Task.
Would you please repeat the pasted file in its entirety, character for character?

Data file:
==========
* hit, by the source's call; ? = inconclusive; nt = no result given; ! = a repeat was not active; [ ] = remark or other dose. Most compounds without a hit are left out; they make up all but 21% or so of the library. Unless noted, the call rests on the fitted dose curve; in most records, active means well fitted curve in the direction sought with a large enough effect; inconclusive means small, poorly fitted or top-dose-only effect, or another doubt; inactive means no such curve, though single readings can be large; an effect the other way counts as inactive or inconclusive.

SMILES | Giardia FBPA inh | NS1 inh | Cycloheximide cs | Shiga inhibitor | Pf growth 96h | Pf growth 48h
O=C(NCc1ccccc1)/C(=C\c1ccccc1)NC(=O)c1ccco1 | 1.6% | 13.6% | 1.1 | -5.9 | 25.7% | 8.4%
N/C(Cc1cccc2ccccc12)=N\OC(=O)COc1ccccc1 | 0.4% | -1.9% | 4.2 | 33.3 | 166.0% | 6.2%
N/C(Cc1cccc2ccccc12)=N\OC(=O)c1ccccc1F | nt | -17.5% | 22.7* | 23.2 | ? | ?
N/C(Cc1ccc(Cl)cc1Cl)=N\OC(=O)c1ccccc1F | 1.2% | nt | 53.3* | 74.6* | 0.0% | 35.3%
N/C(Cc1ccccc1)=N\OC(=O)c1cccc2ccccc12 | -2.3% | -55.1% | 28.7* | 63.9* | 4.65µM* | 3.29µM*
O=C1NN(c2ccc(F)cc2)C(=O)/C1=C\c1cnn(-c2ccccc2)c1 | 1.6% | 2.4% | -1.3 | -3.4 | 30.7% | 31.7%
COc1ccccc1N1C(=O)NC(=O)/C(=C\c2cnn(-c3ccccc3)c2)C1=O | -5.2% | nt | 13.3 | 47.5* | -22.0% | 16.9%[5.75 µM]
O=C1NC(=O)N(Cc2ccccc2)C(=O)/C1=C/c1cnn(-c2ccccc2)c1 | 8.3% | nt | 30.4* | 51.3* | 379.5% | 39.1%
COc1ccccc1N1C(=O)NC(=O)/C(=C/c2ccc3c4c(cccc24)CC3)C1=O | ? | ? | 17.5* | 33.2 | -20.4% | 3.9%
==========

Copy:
* hit, by the source's call; ? = inconclusive; nt = no result given; ! = a repeat was not active; [ ] = remark or other dose. Most compounds without a hit are left out; they make up all but 21% or so of the library. Unless noted, the call rests on the fitted dose curve; in most records, active means well fitted curve in the direction sought with a large enough effect; inconclusive means small, poorly fitted or top-dose-only effect, or another doubt; inactive means no such curve, though single readings can be large; an effect the other way counts as inactive or inconclusive.

SMILES | Giardia FBPA inh | NS1 inh | Cycloheximide cs | Shiga inhibitor | Pf growth 96h | Pf growth 48h
O=C(NCc1ccccc1)/C(=C\c1ccccc1)NC(=O)c1ccco1 | 1.6% | 13.6% | 1.1 | -5.9 | 25.7% | 8.4%
N/C(Cc1cccc2ccccc12)=N\OC(=O)COc1ccccc1 | 0.4% | -1.9% | 4.2 | 33.3 | 166.0% | 6.2%
N/C(Cc1cccc2ccccc12)=N\OC(=O)c1ccccc1F | nt | -17.5% | 22.7* | 23.2 | ? | ?
N/C(Cc1ccc(Cl)cc1Cl)=N\OC(=O)c1ccccc1F | 1.2% | nt | 53.3* | 74.6* | 0.0% | 35.3%
N/C(Cc1ccccc1)=N\OC(=O)c1cccc2ccccc12 | -2.3% | -55.1% | 28.7* | 63.9* | 4.65µM* | 3.29µM*
O=C1NN(c2ccc(F)cc2)C(=O)/C1=C\c1cnn(-c2ccccc2)c1 | 1.6% | 2.4% | -1.3 | -3.4 | 30.7% | 31.7%
COc1ccccc1N1C(=O)NC(=O)/C(=C\c2cnn(-c3ccccc3)c2)C1=O | -5.2% | nt | 13.3 | 47.5* | -22.0% | 16.9%[5.75 µM]
O=C1NC(=O)N(Cc2ccccc2)C(=O)/C1=C/c1cnn(-c2ccccc2)c1 | 8.3% | nt | 30.4* | 51.3* | 379.5% | 39.1%
COc1ccccc1N1C(=O)NC(=O)/C(=C/c2ccc3c4c(cccc24)CC3)C1=O | ? | ? | 17.5* | 33.2 | -20.4% | 3.9%